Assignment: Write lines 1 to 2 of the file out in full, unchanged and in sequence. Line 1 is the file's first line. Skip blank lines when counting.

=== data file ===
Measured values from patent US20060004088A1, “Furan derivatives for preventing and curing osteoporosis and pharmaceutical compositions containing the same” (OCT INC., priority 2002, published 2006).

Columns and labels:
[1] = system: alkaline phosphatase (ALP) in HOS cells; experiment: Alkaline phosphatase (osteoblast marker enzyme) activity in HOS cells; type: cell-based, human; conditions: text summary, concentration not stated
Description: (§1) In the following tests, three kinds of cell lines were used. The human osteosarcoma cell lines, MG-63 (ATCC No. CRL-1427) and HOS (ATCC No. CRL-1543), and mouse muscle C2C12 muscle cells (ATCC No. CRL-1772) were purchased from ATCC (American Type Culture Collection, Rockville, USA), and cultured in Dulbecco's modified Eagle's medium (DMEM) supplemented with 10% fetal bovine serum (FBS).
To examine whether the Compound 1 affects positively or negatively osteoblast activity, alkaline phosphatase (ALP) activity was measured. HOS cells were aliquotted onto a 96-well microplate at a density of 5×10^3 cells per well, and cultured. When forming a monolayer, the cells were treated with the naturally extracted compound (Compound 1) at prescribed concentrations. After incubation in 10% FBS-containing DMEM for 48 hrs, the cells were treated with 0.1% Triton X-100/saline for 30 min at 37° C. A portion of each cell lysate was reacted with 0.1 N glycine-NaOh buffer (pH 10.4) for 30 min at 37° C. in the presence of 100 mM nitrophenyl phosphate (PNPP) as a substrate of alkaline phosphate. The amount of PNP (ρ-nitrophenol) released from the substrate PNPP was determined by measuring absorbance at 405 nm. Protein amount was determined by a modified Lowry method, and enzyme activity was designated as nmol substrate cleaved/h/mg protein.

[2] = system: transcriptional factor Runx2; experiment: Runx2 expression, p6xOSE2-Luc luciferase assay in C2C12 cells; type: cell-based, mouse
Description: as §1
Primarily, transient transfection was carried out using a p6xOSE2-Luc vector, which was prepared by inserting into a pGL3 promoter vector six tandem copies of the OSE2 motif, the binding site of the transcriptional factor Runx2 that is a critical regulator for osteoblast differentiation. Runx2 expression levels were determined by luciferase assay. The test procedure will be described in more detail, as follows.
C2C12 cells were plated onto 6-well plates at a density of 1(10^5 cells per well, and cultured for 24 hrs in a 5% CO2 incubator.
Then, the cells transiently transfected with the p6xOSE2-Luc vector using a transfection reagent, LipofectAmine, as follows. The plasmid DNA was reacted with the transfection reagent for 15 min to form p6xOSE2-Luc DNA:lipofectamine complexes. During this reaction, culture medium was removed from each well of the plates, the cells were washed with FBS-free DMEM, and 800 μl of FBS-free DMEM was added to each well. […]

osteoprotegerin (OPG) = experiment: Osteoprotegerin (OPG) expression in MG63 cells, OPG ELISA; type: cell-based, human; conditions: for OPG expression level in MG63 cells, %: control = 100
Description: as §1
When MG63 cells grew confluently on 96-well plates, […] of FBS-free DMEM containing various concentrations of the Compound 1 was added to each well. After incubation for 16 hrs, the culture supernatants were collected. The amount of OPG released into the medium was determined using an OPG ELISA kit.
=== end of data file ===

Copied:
Measured values from patent US20060004088A1, “Furan derivatives for preventing and curing osteoporosis and pharmaceutical compositions containing the same” (OCT INC., priority 2002, published 2006).

Columns and labels: